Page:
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Better World Arts has been operating for over two decades. Our role models were Oxfam, Fred Hollows (the Fred Hollows Foundation) and Anita Roddick (The Body Shop).
Initially, we worked with traditional handicrafts. In 1996 we invited Aboriginal artists to join our projects and soon after we decided to focus on the Aboriginal art side of the projects and left the normal handicrafts to others like Oxfam.
We work with traditional artisans from remote regions in Kashmir, Peru, West Bengal, Uttar Pradesh and Nepal (Tibetan refugees). More recently we have started working with China, making bone china and silk ties.
We work with Australian Aboriginal artists from remote communities across Australia, from Arnhem Land to Central and the Western Desert regions, from rural locations and from cities.
We are members of The Fair Trade Association of Australia and New Zealand and we are endorsed by Fair Traders of Australia. So, what is the difference?
To become a member of The Fair Trade Association of Australia and New Zealand you simply pay a membership fee. In order to receive an endorsement as a Fair Trader of Australia, the business operations and practises are assessed and audited against the 10 principles of Fair Trade.
The 10 internationally recognised standards of Fair Trade are:
- Creating opportunities for economically disadvantaged producers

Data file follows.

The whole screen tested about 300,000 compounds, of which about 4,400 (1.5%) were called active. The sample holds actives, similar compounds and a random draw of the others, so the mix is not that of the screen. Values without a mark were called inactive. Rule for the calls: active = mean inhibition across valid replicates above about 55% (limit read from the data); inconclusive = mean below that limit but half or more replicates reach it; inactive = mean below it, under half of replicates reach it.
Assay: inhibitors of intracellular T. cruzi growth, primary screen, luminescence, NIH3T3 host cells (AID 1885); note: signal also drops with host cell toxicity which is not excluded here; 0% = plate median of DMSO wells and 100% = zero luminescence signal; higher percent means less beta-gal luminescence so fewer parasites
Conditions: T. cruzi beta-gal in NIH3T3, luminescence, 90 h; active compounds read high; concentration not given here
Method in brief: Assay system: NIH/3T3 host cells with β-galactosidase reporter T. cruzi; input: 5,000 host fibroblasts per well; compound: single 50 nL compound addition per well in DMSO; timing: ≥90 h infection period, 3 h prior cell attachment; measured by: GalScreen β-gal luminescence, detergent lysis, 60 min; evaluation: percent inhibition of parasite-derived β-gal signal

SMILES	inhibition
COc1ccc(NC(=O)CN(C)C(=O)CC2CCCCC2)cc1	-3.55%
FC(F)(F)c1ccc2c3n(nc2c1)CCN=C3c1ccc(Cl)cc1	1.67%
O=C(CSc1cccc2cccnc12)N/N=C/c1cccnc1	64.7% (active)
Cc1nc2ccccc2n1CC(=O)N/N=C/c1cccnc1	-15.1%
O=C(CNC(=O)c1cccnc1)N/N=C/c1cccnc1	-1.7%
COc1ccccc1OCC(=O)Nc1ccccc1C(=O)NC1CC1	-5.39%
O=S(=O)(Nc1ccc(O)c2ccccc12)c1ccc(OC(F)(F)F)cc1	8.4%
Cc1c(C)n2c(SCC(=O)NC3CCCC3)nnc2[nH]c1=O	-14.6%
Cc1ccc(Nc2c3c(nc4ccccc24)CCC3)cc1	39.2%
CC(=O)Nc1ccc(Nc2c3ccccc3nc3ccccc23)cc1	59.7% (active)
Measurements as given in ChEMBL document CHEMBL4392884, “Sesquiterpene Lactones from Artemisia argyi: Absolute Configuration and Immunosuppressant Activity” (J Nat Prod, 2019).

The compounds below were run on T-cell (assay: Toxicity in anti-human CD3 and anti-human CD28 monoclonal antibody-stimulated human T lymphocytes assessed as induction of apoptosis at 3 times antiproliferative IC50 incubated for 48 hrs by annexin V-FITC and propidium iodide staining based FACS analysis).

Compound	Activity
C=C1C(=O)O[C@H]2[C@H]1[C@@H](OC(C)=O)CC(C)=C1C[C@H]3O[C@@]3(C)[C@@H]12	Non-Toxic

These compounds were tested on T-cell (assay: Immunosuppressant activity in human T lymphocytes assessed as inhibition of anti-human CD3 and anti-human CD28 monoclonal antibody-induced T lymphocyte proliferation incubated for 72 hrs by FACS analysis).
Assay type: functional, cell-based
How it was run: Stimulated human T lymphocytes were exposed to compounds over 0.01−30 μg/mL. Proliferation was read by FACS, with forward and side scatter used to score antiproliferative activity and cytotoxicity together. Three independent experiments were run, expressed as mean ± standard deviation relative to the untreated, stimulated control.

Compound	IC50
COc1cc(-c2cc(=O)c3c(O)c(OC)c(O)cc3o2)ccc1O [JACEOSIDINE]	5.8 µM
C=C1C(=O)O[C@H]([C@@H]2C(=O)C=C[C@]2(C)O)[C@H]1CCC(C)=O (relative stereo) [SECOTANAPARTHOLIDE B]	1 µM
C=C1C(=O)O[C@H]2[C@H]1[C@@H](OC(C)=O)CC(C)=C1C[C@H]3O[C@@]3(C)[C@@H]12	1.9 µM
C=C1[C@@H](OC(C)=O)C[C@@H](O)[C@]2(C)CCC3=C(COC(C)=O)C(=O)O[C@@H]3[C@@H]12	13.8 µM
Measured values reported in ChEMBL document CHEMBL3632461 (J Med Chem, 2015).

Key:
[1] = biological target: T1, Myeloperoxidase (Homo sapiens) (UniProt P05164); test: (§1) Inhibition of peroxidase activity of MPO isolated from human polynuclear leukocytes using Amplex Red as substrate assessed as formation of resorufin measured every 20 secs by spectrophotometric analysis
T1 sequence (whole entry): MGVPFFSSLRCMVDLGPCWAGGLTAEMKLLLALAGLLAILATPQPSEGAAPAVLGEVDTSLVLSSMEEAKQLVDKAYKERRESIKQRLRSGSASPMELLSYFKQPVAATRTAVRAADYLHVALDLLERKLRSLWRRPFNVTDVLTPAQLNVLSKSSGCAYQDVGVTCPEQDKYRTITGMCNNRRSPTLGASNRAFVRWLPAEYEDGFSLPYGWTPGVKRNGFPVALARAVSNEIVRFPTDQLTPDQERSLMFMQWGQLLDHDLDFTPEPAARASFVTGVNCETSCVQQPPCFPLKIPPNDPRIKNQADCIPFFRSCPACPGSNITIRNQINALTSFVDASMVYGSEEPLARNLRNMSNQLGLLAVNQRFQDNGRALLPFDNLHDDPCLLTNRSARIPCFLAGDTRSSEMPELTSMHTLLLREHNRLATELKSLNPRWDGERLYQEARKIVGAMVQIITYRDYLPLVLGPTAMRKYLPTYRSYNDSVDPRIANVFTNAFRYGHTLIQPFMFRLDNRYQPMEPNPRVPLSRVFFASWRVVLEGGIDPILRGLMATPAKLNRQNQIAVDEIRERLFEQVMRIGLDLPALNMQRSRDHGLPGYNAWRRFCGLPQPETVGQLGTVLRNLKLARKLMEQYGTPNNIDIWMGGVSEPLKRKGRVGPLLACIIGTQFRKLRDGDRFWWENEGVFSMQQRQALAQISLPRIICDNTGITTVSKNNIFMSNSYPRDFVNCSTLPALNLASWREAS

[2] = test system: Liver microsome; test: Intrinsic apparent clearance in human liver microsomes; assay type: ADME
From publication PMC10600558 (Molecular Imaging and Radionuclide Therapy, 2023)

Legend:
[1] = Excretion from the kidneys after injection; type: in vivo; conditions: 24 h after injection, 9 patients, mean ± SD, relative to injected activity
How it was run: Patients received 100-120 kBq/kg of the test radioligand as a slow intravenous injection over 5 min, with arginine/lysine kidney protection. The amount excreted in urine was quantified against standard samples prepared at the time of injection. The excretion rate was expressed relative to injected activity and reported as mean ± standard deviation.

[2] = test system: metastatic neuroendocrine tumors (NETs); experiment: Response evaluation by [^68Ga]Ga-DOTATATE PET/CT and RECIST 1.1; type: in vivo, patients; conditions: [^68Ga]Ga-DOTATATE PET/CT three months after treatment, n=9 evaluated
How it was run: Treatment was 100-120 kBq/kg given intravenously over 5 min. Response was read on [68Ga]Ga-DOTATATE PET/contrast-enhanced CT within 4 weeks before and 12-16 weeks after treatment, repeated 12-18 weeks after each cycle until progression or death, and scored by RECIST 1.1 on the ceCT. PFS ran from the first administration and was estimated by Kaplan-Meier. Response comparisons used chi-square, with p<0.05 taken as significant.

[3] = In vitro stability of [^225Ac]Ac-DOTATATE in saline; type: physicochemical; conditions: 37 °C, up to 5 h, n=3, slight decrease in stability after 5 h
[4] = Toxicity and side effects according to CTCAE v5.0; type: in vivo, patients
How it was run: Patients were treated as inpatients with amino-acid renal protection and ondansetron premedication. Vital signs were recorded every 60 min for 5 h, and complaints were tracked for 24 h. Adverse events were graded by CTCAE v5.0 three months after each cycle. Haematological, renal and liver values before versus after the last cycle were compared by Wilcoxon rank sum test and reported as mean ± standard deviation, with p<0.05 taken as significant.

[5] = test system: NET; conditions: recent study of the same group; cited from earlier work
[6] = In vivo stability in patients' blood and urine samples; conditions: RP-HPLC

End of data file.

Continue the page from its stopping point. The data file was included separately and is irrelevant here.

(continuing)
- Greater transparency and accountability
- Fairer trading practices
- Fairer prices for producers
- No child exploitation or forced labour
- Non-discrimination, gender equity and freedom of association
- Better working conditions
- Capacity building
- Promotion of Fair Trade
- Environmental sustainability
In our most recent audit, we were assessed on our relationships with Aboriginal artists and other Aboriginal suppliers. All of our overseas suppliers are either certified as fair traders in their own right, have SEDEX certification or have passed a private audit. As well as external certifications many of the workers involved in our manufacture are unionised and use their unions effectively to leverage their rights and conditions as workers.
Valuing partnerships and ethical trading is at the heart of Better World Arts Cross-Cultural Projects. Fair Trade is about constructive economic empowerment, equal relationships and justice, not charity dependence. Sustainable trade delivers reliable livelihoods to all participants. We create opportunities and give indigenous artists and artisans access to international markets and the mainstream economy, directly contributing to community empowerment and the preservation of culture.